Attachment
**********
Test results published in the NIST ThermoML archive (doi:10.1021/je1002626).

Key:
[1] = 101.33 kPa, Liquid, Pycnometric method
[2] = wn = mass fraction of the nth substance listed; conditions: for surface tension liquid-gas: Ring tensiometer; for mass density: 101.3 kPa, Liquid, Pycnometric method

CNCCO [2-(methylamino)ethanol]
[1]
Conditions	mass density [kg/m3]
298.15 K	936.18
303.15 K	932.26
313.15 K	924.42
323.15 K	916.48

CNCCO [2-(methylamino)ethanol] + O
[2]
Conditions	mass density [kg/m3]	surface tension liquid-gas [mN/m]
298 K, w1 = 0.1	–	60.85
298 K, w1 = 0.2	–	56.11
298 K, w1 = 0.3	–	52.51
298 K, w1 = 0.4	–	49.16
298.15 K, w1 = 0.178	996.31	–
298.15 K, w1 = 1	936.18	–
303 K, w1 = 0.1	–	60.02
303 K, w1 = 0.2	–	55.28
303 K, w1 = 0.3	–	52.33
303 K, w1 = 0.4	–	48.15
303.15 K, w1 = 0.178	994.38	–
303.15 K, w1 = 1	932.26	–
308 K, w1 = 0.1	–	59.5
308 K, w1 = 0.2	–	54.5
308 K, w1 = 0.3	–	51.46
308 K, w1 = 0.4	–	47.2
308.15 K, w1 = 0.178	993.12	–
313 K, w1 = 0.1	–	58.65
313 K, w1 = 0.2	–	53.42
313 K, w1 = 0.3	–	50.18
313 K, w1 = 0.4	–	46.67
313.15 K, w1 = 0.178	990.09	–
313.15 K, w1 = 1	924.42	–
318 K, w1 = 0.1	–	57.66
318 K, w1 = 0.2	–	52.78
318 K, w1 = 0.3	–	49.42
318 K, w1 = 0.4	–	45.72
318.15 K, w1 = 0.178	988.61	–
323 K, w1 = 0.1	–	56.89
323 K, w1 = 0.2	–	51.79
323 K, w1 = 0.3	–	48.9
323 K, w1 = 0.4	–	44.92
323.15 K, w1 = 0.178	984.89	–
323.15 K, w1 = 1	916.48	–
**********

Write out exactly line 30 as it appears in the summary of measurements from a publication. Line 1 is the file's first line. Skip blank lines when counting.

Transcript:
308 K, w1 = 0.4	–	47.2